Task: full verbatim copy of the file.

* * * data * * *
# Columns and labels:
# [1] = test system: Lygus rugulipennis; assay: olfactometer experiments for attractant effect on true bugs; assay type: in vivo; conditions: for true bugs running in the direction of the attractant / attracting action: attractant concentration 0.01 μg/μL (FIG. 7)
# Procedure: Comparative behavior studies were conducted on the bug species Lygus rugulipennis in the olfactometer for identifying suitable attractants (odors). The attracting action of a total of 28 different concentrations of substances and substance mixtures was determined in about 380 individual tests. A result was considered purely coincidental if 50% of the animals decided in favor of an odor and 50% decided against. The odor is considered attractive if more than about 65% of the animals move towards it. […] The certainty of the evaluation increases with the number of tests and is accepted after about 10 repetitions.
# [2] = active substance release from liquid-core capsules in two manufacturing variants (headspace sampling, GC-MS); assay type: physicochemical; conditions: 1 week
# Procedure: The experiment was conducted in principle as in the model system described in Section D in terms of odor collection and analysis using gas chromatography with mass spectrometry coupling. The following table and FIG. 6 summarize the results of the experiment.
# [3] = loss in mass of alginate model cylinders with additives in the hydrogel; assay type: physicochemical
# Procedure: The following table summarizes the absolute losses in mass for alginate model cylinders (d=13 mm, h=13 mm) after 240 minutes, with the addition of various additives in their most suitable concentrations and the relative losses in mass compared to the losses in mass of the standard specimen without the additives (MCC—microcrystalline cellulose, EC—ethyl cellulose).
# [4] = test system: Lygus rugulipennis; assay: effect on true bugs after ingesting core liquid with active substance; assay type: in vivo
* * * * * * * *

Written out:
# Columns and labels:
# [1] = test system: Lygus rugulipennis; assay: olfactometer experiments for attractant effect on true bugs; assay type: in vivo; conditions: for true bugs running in the direction of the attractant / attracting action: attractant concentration 0.01 μg/μL (FIG. 7)
# Procedure: Comparative behavior studies were conducted on the bug species Lygus rugulipennis in the olfactometer for identifying suitable attractants (odors). The attracting action of a total of 28 different concentrations of substances and substance mixtures was determined in about 380 individual tests. A result was considered purely coincidental if 50% of the animals decided in favor of an odor and 50% decided against. The odor is considered attractive if more than about 65% of the animals move towards it. […] The certainty of the evaluation increases with the number of tests and is accepted after about 10 repetitions.
# [2] = active substance release from liquid-core capsules in two manufacturing variants (headspace sampling, GC-MS); assay type: physicochemical; conditions: 1 week
# Procedure: The experiment was conducted in principle as in the model system described in Section D in terms of odor collection and analysis using gas chromatography with mass spectrometry coupling. The following table and FIG. 6 summarize the results of the experiment.
# [3] = loss in mass of alginate model cylinders with additives in the hydrogel; assay type: physicochemical
# Procedure: The following table summarizes the absolute losses in mass for alginate model cylinders (d=13 mm, h=13 mm) after 240 minutes, with the addition of various additives in their most suitable concentrations and the relative losses in mass compared to the losses in mass of the standard specimen without the additives (MCC—microcrystalline cellulose, EC—ethyl cellulose).
# [4] = test system: Lygus rugulipennis; assay: effect on true bugs after ingesting core liquid with active substance; assay type: in vivo